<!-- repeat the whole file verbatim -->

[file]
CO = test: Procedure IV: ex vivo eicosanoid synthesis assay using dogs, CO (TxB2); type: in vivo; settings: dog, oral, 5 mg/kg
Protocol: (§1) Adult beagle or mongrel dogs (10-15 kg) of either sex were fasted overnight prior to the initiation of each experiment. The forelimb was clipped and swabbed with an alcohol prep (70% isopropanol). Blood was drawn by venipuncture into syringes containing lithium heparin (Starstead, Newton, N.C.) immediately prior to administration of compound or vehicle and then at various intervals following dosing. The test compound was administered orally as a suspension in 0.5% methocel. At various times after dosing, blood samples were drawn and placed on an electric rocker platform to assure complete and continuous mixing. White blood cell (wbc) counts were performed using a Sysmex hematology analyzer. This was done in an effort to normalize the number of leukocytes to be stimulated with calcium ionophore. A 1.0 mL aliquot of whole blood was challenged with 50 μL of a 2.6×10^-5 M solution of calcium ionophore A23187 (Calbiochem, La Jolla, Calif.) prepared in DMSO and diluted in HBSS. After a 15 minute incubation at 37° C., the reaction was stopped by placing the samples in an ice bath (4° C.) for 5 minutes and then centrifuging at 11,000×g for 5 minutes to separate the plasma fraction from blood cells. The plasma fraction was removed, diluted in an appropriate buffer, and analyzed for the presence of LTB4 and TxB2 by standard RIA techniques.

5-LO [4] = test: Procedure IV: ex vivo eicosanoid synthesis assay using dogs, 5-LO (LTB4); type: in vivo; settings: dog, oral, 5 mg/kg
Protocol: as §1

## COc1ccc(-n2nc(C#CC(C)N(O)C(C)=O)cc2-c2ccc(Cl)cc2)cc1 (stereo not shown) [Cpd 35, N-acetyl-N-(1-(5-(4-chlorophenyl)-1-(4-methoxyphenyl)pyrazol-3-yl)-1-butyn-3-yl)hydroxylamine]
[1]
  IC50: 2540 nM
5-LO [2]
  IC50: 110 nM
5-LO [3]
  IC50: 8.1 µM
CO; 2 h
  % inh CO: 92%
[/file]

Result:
CO = test: Procedure IV: ex vivo eicosanoid synthesis assay using dogs, CO (TxB2); type: in vivo; settings: dog, oral, 5 mg/kg
Protocol: (§1) Adult beagle or mongrel dogs (10-15 kg) of either sex were fasted overnight prior to the initiation of each experiment. The forelimb was clipped and swabbed with an alcohol prep (70% isopropanol). Blood was drawn by venipuncture into syringes containing lithium heparin (Starstead, Newton, N.C.) immediately prior to administration of compound or vehicle and then at various intervals following dosing. The test compound was administered orally as a suspension in 0.5% methocel. At various times after dosing, blood samples were drawn and placed on an electric rocker platform to assure complete and continuous mixing. White blood cell (wbc) counts were performed using a Sysmex hematology analyzer. This was done in an effort to normalize the number of leukocytes to be stimulated with calcium ionophore. A 1.0 mL aliquot of whole blood was challenged with 50 μL of a 2.6×10^-5 M solution of calcium ionophore A23187 (Calbiochem, La Jolla, Calif.) prepared in DMSO and diluted in HBSS. After a 15 minute incubation at 37° C., the reaction was stopped by placing the samples in an ice bath (4° C.) for 5 minutes and then centrifuging at 11,000×g for 5 minutes to separate the plasma fraction from blood cells. The plasma fraction was removed, diluted in an appropriate buffer, and analyzed for the presence of LTB4 and TxB2 by standard RIA techniques.

5-LO [4] = test: Procedure IV: ex vivo eicosanoid synthesis assay using dogs, 5-LO (LTB4); type: in vivo; settings: dog, oral, 5 mg/kg
Protocol: as §1

## COc1ccc(-n2nc(C#CC(C)N(O)C(C)=O)cc2-c2ccc(Cl)cc2)cc1 (stereo not shown) [Cpd 35, N-acetyl-N-(1-(5-(4-chlorophenyl)-1-(4-methoxyphenyl)pyrazol-3-yl)-1-butyn-3-yl)hydroxylamine]
[1]
  IC50: 2540 nM
5-LO [2]
  IC50: 110 nM
5-LO [3]
  IC50: 8.1 µM
CO; 2 h
  % inh CO: 92%